In conversation with our young researchers: Dr Chiara Amorino

10 September 2021

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Stochastic differential equations.

Stochastic differential equation models have a major contribution in many fields of application, including biology, chemistry, physics, finance as well as social and economic science.

Why do we need stochastic differential equations? Where are they used?

Dr Chiara Amorino is a PostDoc researcher in the Probability and Statistics group at the University of Luxembourg. The mathematician specialises in stochastic differential equations with jumps.

Stochastic differential equations to model various phenomena

Chiara Amorino mainly focuses on stochastic differential equations with jumps. In simple terms, it is a differential equation with a solution which is influenced by boundary and initial conditions, but not predetermined by them. In other words, whenever the equation is solved under identical initial and boundary conditions, the solution takes on different numerical values although, of course, a definite pattern emerges as the solution process is repeatedly performed.

Stochastic differential equations find applications in many disciplines including economics and finance, physics, population dynamics, biology and medicine. The Italian researcher uses this powerful tool to model multiple stochastic phenomena in physics, biology and medical, social and economic science.

“Most European Union member states consist of diverse societies, various ethnic groups, cultures and identities. It is challenging to maintain high social cohesion and trust in a multi-ethnic and multi-cultural society. Therefore, studying these topics is important and expected to provide some policy implications for local authorities.”

Dr Chiara Amorino

Chiara Amorino is also involved in projects dealing with Stein’s method, Malliavin calculus and Hawkes processes.

Finding a true vocation in research

A graduate of the Università degli studi di Milano in mathematics, Chiara developed an interest in probability and statistics when she was a master’s student. In October 2017, she conducted a PhD in “Université d’Evry Val d’Essonne” under the supervision of prof. Arnaud Gloter before defending her thesis three years later.

“Research is for me a true vocation […] The best part about research is that it takes more time than you expected but in the end you always win. ”

Chiara Amorino

To the mathematician, research is similar to a board game. “At the beginning you need to read the rules and to focus a bit to understand how to play. You really need to take this part to play and have fun. At the beginning of every project you need to review the literature, to understand what it is possible to prove and what has already been proven. After that, you can start playing by making hypotheses and writing your results.”

Why Luxembourg as a research destination?

While attending a conference, Chiara Amorino met Professor Mark Podolskij, who was then living in Denmark. “I wrote to him to see if there was the possibility to apply for a post-doc in his group. He answered to me that there was such a possibility in Luxembourg, as he was changing his affiliation.” That is how Chiara moved to Luxembourg.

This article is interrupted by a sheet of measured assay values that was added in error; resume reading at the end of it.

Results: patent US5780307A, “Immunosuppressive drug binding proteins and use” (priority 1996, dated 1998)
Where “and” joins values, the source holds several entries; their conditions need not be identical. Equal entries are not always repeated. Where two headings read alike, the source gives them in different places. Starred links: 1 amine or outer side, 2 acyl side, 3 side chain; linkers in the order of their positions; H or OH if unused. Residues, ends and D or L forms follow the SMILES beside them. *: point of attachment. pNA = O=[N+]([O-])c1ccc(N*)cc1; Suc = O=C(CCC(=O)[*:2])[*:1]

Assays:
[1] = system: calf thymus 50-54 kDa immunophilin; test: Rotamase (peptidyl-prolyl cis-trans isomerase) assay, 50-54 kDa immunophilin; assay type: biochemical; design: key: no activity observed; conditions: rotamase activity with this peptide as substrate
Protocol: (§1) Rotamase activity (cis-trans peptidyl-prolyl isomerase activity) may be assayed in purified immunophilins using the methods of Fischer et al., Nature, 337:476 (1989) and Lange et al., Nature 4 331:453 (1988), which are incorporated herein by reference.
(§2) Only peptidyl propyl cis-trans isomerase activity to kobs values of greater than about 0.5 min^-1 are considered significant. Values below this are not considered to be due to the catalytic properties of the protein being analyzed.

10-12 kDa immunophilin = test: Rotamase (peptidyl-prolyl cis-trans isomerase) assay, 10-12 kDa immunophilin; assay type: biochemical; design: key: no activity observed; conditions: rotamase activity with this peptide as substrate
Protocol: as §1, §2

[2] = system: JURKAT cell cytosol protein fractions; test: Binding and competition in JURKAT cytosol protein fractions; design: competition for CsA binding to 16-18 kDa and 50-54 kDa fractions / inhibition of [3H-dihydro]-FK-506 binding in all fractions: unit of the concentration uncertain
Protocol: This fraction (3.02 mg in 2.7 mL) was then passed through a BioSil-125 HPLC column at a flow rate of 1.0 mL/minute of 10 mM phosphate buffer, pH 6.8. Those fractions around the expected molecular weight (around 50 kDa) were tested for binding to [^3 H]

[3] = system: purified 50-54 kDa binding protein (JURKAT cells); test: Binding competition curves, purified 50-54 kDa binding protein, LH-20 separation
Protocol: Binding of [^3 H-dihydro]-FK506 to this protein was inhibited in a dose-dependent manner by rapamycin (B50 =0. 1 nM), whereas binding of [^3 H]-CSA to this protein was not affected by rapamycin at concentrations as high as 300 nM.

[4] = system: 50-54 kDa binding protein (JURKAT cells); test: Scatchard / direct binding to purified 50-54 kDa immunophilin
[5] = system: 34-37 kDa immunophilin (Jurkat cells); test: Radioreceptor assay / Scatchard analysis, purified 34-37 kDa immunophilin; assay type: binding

“I strongly recommend Luxembourg as a research destination. Research infrastructures are very good, they show the strong commitment of the country in investing in research.”

Chiara Amorino

According to the Italian scientist, the Luxembourg research environment supports interdisciplinarity and collaboration: “it is possible to meet researchers from different disciplines, discuss with them and somehow start collaborating. Moreover, it offers the opportunity to travel and attend conferences abroad, having in this way the possibility to promote our work and, in the meantime, get in touch with other researchers.”

Collaborating with ERC grantee Prof. Mark Podolskij

Chiara Amorino’s research project is part of the ERC grant “Statistical Methods for High Dimensional Diffusions (STAMFORD)”, awarded to Prof. Mark Podolskij.

The STAMFORD project aims at providing a concise statistical theory for estimation of high dimensional diffusions. The methodological part of the project will require the development of novel advanced techniques in mathematical statistics and probability theory. In particular, new results will be needed in parametric and non-parametric statistics, and high dimensional probability, that are reaching far beyond what is state-of-the-art today. Hence, a successful outcome of STAMFORD will not only have a tremendous impact on statistical inference for continuous-time models in natural and applied sciences, but will also strongly influence the field of high dimensional statistics and probability.

About living in Luxembourg

Relocating to Luxembourg was an easy move to Chiara Amorino as the University of Luxembourg supported her in dealing with the administrative process.

In addition, the international dimension of the country contributed to the successful integration of the scientist. “Luxembourg is a very attractive country and so people from all around the world move here.”

“Luxembourg is really beautiful, full of green and of castles, and safe. When you go out for a walk, you perceive immediately the well-being of this country.”

Chiara Amorino

Find out more about Chiara Amorino and her projects.

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